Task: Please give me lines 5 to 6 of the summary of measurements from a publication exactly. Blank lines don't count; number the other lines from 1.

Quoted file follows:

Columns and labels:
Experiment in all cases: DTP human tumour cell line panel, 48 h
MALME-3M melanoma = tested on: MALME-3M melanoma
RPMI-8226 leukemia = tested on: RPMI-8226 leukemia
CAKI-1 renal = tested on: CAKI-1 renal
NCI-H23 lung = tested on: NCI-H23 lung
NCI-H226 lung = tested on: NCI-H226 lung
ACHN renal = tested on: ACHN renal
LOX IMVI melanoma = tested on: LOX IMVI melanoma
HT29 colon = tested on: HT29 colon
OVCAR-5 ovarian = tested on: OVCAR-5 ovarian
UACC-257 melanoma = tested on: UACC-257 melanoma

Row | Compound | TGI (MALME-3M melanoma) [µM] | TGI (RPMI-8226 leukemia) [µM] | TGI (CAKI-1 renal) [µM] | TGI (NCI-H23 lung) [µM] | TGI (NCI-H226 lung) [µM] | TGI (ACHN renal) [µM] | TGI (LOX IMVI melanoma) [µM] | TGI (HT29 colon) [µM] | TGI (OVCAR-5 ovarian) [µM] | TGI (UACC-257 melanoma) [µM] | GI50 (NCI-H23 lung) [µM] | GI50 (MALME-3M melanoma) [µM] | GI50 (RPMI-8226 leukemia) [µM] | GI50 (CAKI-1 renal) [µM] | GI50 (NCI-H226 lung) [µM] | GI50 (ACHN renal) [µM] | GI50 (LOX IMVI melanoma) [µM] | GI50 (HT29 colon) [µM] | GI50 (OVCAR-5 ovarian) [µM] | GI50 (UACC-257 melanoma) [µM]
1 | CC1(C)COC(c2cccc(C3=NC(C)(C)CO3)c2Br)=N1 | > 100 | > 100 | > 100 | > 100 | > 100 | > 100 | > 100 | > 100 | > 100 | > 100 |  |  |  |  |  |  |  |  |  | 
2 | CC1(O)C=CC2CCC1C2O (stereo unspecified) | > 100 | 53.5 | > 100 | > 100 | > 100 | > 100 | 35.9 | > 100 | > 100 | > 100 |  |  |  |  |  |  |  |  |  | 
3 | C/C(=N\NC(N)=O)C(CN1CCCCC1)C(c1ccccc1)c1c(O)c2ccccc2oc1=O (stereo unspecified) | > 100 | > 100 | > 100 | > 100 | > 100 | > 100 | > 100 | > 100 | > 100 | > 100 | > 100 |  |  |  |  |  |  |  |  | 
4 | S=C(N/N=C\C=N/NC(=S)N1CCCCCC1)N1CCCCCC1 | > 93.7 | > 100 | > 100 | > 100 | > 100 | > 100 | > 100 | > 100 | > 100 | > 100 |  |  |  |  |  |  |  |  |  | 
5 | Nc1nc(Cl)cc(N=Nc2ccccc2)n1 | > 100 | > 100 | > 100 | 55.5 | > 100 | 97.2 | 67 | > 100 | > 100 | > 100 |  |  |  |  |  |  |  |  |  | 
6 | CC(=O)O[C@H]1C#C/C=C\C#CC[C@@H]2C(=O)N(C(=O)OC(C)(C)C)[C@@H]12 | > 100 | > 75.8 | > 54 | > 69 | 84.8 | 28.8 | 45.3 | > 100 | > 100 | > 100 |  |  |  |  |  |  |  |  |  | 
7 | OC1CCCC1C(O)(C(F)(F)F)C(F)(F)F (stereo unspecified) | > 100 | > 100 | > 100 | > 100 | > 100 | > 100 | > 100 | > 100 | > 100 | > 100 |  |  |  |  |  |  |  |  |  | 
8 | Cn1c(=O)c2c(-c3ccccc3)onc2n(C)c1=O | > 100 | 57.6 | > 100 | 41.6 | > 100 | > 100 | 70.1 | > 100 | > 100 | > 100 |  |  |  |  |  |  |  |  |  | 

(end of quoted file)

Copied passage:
CAKI-1 renal = tested on: CAKI-1 renal
NCI-H23 lung = tested on: NCI-H23 lung